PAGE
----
Geologic processes at convergent plate margins control geochemical cycling, seismicity, and deep biosphere activity in subduction zones and suprasubduction zone lithosphere. International Ocean Discovery Program (IODP) Expedition 366 was designed to address the nature of these processes in the shallow to intermediate depth of the Mariana subduction channel. Although no technology is available to permit direct sampling of the subduction channel of an intraoceanic convergent margin at depths up to 18 km, the Mariana forearc region (between the trench and the active volcanic arc) provides a means to access this zone. Active conduits, resulting from fractures in the forearc, are prompted by along and acrossstrike extension that allows slabderived fluids and materials to ascend to the seafloor along associated faults, resulting in the formation of serpentinite mud volcanoes. Serpentinite mud volcanoes of the Mariana forearc are the largest mud volcanoes on Earth. Their positions adjacent to or atop fault scarps on the forearc are likely related to the regional extension and vertical tectonic deformation in the forearc. Serpentinite mudflows at these volcanoes include serpentinized forearc mantle clasts, crustal and subducted Pacific plate materials, a matrix of serpentinite muds, and deepsourced formation fluid. Mud volcanism on the Mariana forearc occurs withinmore »
Parallelism in Randomized Incremental Algorithms
In this article, we show that many sequential randomized incremental algorithms are in fact parallel. We consider algorithms for several problems, including Delaunay triangulation, linear programming, closest pair, smallest enclosing disk, leastelement lists, and strongly connected components. We analyze the dependencies between iterations in an algorithm and show that the dependence structure is shallow with high probability or that, by violating some dependencies, the structure is shallow and the work is not increased significantly. We identify three types of algorithms based on their dependencies and present a framework for analyzing each type. Using the framework gives workefficient polylogarithmicdepth parallel algorithms for most of the problems that we study. This article shows the first incremental Delaunay triangulation algorithm with optimal work and polylogarithmic depth. This result is important, since most implementations of parallel Delaunay triangulation use the incremental approach. Our results also improve bounds on strongly connected components and leastelement lists and significantly simplify parallel algorithms for several problems.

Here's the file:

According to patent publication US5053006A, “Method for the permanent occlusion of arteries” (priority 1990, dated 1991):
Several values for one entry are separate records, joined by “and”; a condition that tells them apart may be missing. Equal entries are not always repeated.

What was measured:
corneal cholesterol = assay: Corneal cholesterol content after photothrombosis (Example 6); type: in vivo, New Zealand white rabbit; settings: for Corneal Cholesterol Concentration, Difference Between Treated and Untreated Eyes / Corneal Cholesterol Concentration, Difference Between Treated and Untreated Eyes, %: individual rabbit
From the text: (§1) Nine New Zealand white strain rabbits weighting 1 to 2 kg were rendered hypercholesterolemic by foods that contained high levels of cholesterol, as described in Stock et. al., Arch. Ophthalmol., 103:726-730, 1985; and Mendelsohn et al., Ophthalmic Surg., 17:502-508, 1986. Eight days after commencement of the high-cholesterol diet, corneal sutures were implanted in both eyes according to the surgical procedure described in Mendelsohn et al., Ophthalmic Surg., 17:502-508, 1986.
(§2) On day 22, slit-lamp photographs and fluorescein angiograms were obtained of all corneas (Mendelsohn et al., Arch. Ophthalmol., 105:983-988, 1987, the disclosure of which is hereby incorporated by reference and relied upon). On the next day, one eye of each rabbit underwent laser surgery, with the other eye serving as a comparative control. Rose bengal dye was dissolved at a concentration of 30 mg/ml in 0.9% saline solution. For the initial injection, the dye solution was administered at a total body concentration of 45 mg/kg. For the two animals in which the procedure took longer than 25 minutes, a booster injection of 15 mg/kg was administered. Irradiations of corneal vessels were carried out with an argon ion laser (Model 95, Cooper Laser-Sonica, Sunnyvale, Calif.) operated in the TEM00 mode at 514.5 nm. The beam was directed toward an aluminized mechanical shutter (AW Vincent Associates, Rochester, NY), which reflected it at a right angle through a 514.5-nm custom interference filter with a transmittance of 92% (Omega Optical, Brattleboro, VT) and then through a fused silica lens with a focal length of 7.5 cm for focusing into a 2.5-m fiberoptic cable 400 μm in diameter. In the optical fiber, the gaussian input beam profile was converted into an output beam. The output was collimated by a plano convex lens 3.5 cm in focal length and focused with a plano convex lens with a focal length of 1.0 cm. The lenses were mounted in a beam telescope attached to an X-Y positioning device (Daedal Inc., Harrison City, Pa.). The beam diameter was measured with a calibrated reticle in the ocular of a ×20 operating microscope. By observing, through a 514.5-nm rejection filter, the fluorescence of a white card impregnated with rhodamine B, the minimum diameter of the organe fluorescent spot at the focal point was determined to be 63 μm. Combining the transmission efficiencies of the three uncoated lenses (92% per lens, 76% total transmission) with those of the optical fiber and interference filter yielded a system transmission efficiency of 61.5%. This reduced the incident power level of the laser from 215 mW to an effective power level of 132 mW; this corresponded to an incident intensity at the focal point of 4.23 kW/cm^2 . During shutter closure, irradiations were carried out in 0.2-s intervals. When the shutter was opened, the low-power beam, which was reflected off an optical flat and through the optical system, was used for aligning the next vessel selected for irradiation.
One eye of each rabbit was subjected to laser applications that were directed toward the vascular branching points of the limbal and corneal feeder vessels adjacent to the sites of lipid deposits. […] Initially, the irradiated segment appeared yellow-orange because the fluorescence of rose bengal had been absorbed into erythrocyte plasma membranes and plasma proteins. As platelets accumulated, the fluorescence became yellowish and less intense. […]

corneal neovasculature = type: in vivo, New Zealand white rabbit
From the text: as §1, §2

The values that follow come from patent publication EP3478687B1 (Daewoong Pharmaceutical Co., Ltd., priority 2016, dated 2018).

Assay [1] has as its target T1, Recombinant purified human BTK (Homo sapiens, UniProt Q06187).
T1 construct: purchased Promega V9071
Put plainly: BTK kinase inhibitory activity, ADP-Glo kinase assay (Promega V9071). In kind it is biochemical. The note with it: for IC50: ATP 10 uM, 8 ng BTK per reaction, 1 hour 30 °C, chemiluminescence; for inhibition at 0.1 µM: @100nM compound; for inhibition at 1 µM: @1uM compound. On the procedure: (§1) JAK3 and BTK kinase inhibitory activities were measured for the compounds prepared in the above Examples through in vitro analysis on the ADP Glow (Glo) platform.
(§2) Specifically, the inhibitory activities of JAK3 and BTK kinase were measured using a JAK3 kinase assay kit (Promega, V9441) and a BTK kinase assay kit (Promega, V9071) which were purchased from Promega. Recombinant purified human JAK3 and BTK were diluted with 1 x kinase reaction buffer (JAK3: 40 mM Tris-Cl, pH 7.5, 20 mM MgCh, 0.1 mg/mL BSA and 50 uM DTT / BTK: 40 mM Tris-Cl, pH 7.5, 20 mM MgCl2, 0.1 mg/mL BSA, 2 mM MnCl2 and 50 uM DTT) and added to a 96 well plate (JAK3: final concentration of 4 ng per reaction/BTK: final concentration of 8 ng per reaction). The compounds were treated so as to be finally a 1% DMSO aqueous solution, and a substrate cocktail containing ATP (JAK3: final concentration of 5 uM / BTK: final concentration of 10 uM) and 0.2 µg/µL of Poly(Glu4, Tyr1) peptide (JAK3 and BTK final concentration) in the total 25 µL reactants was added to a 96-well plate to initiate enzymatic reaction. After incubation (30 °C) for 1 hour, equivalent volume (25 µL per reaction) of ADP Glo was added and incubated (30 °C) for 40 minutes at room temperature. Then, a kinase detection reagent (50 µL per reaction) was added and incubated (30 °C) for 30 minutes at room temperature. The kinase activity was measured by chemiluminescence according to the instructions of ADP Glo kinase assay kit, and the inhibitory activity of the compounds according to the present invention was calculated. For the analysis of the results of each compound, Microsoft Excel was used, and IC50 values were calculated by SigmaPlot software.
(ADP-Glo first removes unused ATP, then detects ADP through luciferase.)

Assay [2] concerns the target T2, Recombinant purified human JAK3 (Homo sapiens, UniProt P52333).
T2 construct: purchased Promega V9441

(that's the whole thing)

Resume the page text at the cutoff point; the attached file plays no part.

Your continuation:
Publication Date:
 NSFPAR ID:
 10222586
 Journal Name:
 Journal of the ACM
 Volume:
 67
 Issue:
 5
 Page Range or eLocationID:
 1 to 27
 ISSN:
 00045411
 Sponsoring Org:
 National Science Foundation
More Like this


Obeid, I. ; Selesnik, I. ; Picone, J. (Ed.)The Neuronix highperformance computing cluster allows us to conduct extensive machine learning experiments on big data [1]. This heterogeneous cluster uses innovative scheduling technology, Slurm [2], that manages a network of CPUs and graphics processing units (GPUs). The GPU farm consists of a variety of processors ranging from lowend consumer grade devices such as the Nvidia GTX 970 to higherend devices such as the GeForce RTX 2080. These GPUs are essential to our research since they allow extremely computeintensive deep learning tasks to be executed on massive data resources such as the TUH EEG Corpus [2]. We use TensorFlow [3] as the core machine learning library for our deep learning systems, and routinely employ multiple GPUs to accelerate the training process. Reproducible results are essential to machine learning research. Reproducibility in this context means the ability to replicate an existing experiment – performance metrics such as error rates should be identical and floatingpoint calculations should match closely. Three examples of ways we typically expect an experiment to be replicable are: (1) The same job run on the same processor should produce the same results each time it is run. (2) A job run on a CPU and GPU should producemore »